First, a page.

James Lee’s teaching and research focus on Renaissance drama and poetry. He teaches courses on Shakespeare, Milton, the history of the scientific method, and contemporary critical theory. Based on his research experience in molecular biology, his work attempts to show how literary texts shaped the major scientific debates of the early modern period in ways that the traditional history of science hasn’t acknowledged.
His second major area of interest involves developing the idea of the “Global Renaissance,” and how Renaissance English poets and dramatists began to imagine England’s place in a global frame of trade and diplomacy. He is specifically interested in how Renaissance theories of anatomy and psychology shaped the first cultural encounters of European emissaries and missionaries with East Asian cultures.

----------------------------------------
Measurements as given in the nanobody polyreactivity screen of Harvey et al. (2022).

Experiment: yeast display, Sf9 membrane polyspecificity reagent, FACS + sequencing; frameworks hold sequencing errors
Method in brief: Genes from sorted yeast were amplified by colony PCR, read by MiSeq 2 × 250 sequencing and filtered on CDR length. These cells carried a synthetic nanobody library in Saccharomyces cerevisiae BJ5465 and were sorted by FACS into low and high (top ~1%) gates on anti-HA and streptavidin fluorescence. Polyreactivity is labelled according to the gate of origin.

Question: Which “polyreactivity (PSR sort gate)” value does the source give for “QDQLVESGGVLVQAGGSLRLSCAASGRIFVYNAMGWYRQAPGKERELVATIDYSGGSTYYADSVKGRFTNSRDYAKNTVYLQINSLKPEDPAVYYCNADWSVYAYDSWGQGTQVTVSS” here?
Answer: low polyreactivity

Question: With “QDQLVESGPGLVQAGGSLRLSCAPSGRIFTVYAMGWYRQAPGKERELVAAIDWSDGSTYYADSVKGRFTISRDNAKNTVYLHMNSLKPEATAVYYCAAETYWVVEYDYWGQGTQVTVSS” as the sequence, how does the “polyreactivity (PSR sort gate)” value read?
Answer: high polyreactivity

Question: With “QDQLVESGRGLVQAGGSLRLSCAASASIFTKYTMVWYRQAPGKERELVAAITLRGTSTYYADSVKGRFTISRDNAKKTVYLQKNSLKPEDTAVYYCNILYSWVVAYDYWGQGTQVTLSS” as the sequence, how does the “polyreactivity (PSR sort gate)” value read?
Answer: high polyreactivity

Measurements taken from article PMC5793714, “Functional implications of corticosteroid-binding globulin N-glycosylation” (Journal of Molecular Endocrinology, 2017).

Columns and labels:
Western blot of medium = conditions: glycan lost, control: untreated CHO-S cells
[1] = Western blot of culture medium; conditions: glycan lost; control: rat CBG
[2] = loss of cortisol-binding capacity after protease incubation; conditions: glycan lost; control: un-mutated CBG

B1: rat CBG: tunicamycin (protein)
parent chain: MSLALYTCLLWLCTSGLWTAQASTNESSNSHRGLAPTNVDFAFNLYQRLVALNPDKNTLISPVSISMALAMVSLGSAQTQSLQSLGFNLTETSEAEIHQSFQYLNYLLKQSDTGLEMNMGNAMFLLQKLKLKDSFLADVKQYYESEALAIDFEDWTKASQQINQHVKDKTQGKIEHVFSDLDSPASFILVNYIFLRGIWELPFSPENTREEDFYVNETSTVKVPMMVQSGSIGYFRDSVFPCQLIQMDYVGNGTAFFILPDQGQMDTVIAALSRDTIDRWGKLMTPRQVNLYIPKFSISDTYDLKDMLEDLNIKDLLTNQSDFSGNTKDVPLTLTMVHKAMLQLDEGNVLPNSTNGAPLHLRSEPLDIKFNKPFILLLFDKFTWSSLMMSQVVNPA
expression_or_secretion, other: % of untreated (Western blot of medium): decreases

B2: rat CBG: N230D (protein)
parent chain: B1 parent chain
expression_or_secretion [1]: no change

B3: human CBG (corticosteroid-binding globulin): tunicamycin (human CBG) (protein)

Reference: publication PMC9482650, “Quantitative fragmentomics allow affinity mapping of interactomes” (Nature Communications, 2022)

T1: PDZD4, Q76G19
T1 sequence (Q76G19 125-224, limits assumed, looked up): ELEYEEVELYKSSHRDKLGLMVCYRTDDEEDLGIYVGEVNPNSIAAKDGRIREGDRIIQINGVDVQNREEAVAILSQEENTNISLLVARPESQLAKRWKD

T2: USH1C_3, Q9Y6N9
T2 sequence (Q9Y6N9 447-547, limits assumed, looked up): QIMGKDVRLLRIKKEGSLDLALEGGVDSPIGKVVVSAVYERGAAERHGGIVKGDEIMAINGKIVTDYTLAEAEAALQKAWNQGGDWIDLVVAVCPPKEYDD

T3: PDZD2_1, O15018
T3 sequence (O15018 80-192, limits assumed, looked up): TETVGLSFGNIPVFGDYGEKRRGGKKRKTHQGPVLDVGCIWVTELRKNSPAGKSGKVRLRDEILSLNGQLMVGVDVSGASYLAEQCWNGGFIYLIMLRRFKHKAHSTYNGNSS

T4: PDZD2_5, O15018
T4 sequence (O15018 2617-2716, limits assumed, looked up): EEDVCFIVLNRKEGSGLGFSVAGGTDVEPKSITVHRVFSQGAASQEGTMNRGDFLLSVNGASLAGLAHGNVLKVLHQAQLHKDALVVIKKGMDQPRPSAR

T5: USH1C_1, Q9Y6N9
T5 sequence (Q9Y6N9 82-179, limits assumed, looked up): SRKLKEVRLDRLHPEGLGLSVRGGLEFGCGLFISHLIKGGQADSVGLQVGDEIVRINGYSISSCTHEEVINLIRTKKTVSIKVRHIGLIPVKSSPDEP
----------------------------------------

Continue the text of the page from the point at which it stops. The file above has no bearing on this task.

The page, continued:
He is currently working on a book-length manuscript on the problems of the multiple conflicting models of the soul in Renaissance literature and science. His work on Michel Foucault’s ethics and the aesthetics of the sublime is forthcoming in New Literary History (2013), and his work on the molecular mechanism of cleft lip and palate has been published in Plastic and Reconstructive Surgery (2001).
He received his B.A. from Cornell University (2004) and his Ph.D from the University of California, Berkeley (2012).